Raloxifene Hydrochloride History
Raloxifene hydrochloride was developed by Eli Lilly & Company, and FDA approved for U.S. sale in 1997. Its first indicated use was as that of an osteoporosis treatment, owing to its ability to increase bone density. In 2007, the FDA expanded the indicated uses for the drug to include reducing the risk of invasive breast cancer in two populations: postmenopausal women with osteoporosis and postmenopausal women at high risk for invasive breast cancer. Today, raloxifene hydrochloride is a fairly popular drug in clinical medicine, and is approved for sale in over 50 countries. The Evista brand from Eli Lilly & Company dominates the global market, although a small number of other brands can be found including Ketidin, Oseofem, and Raxeto (Argentina), Bonmax, Estroact, and Ralista (India), and Optruma (Spain, France, Italy).
How is Raloxifene Hydrochloride Supplied
Raloxifene hydrochloride is most commonly supplied in tablets of 60 mg.
Structural Characteristics of Raloxifene Hydrochloride
Raloxifene hydrochloride is classified a selective estrogen receptor modulator, with both agonist and antagonist properties. It has the chemical designation 6-Hydroxy-2- ( p - hyd roxypheny l ) benzo [ b ] thien - 3 - yl - p - ( 2 - piperidinoethoxy)phenyl ketone hydrochloride.
Raloxifene Hydrochloride Warnings (Stroke)
The FDA mandates that the following warning be present on the prescribing information for Evista (raloxifene hydrochloride): “WARNING: INCREASED RISK OF VENOUS THROMBOEMBOLISM AND DEATH FROM STROKE. Increased risk of deep vein thrombosis and pulmonary embolism have been reported with Evista. Women with active or past history of venous thromboembolism should not take Evista. Increased risk of death due to stroke occurred in a trial in postmenopausal women with documented coronary heart disease or at increased risk for major coronary events. Consider risk-benefit balance in women at risk for stroke.”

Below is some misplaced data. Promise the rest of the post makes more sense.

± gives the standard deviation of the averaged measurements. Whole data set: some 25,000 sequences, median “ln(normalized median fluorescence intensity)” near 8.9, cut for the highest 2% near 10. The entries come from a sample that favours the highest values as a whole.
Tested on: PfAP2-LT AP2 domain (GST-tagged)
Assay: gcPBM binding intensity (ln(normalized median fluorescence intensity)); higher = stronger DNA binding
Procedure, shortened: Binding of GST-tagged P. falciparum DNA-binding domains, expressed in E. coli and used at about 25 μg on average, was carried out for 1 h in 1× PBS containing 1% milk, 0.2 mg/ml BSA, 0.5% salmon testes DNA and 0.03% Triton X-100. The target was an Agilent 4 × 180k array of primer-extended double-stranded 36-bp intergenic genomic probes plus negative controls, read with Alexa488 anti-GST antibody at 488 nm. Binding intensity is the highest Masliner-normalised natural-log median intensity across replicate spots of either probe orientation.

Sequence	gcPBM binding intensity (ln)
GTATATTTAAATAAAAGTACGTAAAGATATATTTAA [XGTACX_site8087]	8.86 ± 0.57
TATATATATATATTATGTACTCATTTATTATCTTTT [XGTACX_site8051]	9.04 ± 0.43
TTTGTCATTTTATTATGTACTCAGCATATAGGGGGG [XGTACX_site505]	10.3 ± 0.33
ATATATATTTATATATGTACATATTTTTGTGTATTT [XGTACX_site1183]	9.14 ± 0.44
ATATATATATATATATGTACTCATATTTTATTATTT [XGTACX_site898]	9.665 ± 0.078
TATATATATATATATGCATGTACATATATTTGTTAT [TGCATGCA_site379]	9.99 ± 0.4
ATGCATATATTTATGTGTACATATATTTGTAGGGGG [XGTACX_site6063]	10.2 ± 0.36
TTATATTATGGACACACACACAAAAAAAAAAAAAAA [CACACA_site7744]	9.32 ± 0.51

Raloxifene Hydrochloride Side Effects
Common side effects associated with the use of raloxifene hydrochloride include hot flashes/flushing, headache, malaise, weakness, cramping, edema, sweating, depression, weight gain, and gastrointestinal disturbances such as nausea, vomiting, indigestion, and diarrhea. Less common side effects include breast pain, vaginal bleeding, thrombophlebitis (inflammation of vein associated with blood clot), and visual disturbances. In rare cases raloxifene hydrochloride use has been associated with stroke, narrowing of the arteries (transient ischaemic attack), pulmonary embolus, deep-vein thrombosis, low white blood cell or platelet count, upper gastrointestinal hemorrhage, or ulcer. anti-estrogens may harm the developing fetus, and should never be used during pregnancy.
Raloxifene Hydrochloride Administration
Raloxifene hydrochloride is FDA approved for the treatment and prevention of osteoporosis in postmenopausal women, reducing the risk of invasive breast cancer in postmenopausal women with osteoporosis, and reducing the risk of invasive breast cancer in postmenopausal women at high risk for invasive breast cancer. The recommended dose is one 60 mg tablet administered once per day, without regard to meals.
When used (off-label) to mitigate the estrogenic side effects of anabolic/androgenic steroid use, male athletes and bodybuilders often take 30 mg to 60 mg per day.
Raloxifene Hydrochloride Availability
Raloxifene hydrochloride is available in over 50 countries. Aside from a small number of other brands, the Evista product from Eli Lilly & Company is most likely to be encountered. Price is often a concern, as raloxifene hydrochloride is considerably more expensive than some of the anti-estrogens bodybuilders and athletes are already accustomed to such as Nolvadex (20 mg) often sell for approximately $50. This is about 50 cents per dose, or 1/4th the price of raloxifene hydrochloride. Thus far, price, not availability, seem to be preventing the more widespread diversion of raloxifene hydrochloride for black market sale.
Wlliam Llewellyn (2011) - Anabolics